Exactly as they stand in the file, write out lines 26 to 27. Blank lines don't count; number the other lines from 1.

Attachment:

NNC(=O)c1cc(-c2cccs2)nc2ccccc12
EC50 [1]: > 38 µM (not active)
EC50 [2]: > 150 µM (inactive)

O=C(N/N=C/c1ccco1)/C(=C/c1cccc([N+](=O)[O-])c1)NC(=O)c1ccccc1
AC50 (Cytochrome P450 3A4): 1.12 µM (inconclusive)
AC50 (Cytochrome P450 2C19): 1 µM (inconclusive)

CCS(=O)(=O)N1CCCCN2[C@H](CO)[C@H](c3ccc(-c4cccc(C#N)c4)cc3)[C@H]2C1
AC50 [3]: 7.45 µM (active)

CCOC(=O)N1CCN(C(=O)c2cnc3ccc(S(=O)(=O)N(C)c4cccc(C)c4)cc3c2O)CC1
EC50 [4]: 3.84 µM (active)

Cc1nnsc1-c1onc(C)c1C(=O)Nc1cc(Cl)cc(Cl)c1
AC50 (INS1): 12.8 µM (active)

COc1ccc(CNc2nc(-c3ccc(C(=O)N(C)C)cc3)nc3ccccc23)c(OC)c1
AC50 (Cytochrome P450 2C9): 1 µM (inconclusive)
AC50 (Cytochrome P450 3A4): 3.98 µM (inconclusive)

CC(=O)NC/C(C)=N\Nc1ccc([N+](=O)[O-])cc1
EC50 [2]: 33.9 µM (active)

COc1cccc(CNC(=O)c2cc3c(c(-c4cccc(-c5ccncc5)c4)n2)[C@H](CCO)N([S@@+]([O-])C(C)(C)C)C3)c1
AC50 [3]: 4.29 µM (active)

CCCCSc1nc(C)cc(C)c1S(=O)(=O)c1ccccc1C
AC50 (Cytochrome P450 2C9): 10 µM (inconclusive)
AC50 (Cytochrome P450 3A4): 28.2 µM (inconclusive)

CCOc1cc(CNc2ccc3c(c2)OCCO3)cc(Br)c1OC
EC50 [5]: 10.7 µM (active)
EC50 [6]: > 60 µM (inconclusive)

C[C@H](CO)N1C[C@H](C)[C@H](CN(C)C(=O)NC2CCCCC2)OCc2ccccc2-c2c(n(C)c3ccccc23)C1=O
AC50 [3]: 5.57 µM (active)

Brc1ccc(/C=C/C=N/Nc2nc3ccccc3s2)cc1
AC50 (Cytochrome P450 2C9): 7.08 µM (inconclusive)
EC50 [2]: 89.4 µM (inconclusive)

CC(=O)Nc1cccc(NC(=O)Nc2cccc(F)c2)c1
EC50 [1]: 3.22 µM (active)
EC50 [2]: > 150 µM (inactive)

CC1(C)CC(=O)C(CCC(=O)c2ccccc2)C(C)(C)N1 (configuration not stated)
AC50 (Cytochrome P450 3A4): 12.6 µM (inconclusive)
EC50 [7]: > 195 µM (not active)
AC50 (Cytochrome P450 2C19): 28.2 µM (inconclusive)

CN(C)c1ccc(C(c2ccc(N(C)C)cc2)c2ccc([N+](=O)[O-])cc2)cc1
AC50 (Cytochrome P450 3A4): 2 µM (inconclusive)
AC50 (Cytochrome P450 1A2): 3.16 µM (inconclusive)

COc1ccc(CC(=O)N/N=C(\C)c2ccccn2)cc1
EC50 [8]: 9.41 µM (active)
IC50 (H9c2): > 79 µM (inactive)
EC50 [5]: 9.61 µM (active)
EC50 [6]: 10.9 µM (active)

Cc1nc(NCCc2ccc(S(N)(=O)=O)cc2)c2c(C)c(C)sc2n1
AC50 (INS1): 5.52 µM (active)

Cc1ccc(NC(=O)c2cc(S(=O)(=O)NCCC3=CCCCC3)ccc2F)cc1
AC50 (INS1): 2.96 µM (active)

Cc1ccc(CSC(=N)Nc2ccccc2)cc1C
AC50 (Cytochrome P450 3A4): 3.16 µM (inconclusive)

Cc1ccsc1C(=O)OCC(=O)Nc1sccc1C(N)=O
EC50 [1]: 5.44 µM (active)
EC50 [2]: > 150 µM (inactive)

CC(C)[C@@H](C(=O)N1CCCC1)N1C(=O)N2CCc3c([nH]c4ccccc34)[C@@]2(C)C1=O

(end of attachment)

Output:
C[C@H](CO)N1C[C@H](C)[C@H](CN(C)C(=O)NC2CCCCC2)OCc2ccccc2-c2c(n(C)c3ccccc23)C1=O
AC50 [3]: 5.57 µM (active)